Provided by University of Tokyo

Neuroscience Study Finds ‘Hidden’ Thoughts In Visual Part Of Brain (Neuroscience)

How much control do you have over your thoughts? What if you were specifically told not to think of something—like a pink elephant?

Participants used the left side of their brains to come up with the thought, and the right side to try and suppress it.

A recent study led by UNSW psychologists has mapped what happens in the brain when a person tries to suppress a thought. The neuroscientists managed to ‘decode’ the complex brain activity using functional brain imaging (called fMRI) and an imaging algorithm.

Their findings suggest that even when a person succeeds in ignoring a thought, like the pink elephant, it can still exist in another part of the brain—without them being aware of it.

In their study they tracked the brain activity in 15 participants as they completed several visualizations and thought suppression exercises. Participants were given a written prompt—either green broccoli or a red apple—and challenged not to think of it. To make this task even harder, they were asked to not replace the image with another thought.

After 12 seconds, participants confirmed whether they were able to successfully suppress the image or if the thought suppression failed. Eight people were confident they’d successfully suppressed the images—but their brain scans told a different story. They found that visual cortex—the part of the brain responsible for mental imagery—seemed to be producing thoughts without their awareness.

Brain neurons fired and then pulled oxygen into the blood each time a thought took place. This movement of oxygen, which was measured by the fMRI machine, created particular spatial patterns in the brain.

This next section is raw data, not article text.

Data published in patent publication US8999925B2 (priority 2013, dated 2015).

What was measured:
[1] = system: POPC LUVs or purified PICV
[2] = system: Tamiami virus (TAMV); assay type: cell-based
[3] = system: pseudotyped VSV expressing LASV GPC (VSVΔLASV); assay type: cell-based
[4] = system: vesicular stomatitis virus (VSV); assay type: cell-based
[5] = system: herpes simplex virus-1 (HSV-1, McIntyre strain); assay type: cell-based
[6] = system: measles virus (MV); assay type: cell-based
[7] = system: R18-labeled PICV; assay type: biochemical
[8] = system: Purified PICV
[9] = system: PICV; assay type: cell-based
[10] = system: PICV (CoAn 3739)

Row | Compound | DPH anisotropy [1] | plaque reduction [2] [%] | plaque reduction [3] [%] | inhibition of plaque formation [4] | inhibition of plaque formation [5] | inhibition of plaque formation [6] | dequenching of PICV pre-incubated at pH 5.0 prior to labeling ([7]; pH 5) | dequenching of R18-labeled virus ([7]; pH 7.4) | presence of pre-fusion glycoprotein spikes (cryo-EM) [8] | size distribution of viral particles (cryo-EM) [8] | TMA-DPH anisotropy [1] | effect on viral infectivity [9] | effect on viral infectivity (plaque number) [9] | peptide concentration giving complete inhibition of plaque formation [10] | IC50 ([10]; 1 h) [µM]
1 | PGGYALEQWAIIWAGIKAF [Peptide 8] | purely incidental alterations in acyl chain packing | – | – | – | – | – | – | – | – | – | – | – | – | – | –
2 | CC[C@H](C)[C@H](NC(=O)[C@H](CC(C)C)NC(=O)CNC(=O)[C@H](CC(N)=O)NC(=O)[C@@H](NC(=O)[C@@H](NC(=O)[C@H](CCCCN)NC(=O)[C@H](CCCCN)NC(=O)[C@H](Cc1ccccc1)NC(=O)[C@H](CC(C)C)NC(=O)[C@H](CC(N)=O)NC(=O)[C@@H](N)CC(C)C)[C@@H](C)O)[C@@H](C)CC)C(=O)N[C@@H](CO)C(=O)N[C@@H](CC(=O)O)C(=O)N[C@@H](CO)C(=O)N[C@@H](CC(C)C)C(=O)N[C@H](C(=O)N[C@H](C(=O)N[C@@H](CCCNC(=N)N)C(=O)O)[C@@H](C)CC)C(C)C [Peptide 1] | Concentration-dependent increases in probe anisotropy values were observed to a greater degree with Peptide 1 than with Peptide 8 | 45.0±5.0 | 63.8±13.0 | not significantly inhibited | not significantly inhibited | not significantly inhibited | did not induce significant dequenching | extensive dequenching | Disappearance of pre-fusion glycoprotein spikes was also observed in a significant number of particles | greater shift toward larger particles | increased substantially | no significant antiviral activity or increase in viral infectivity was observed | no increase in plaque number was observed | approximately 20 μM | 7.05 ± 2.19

The researchers decoded these spatial patterns using an algorithm called multivoxel pattern analysis (MVPA). MVPA is a type of decoding algorithm based in machine learning that allows us to read thoughts. The algorithm could distinguish brain patterns caused by the vegetable/fruit prompts.

Eight study participants were confident they’d successfully suppressed the images of the red apple or green broccoli, but their brain scans suggested otherwise. Credit: Shutterstock

The scans showed that participants used the left side of their brains to come up with the thought, and the right side to try and suppress it. Prof. Pearson hopes this functional brain mapping will help future researchers know which areas of the brain to target for potential intrusive thought therapies. This study can help explain why forcefully trying not to think about something always fails. For example, for someone trying to quit smoking, trying not to think about having a cigarette is a very bad strategy.

These findings build on a behavioral study Prof. Pearson’s team at UNSW Science’s Future Minds Lab conducted last year, which tested how suppressed thoughts can influence perception.

They know that you can have conscious and unconscious perception in your visual cortex—for example, they can show someone an image of a spider, make the image invisible, but their brain will still process it. But until now, they didn’t know this also worked with thoughts.

Both studies point towards the elusive world of the “unconscious,” which Prof. Pearson plans to explore in his future work.

They’re interested in this idea that imagination can be unconscious—that these thoughts can appear and influence our behavior, without us even noticing. More evidence is starting to suggest unconscious thoughts do occur, and they can decode them.

References: Roger Koenig-Robert et al. Decoding Nonconscious Thought Representations during Successful Thought Suppression, Journal of Cognitive Neuroscience (2020). DOI: 10.1162/jocn_a_01617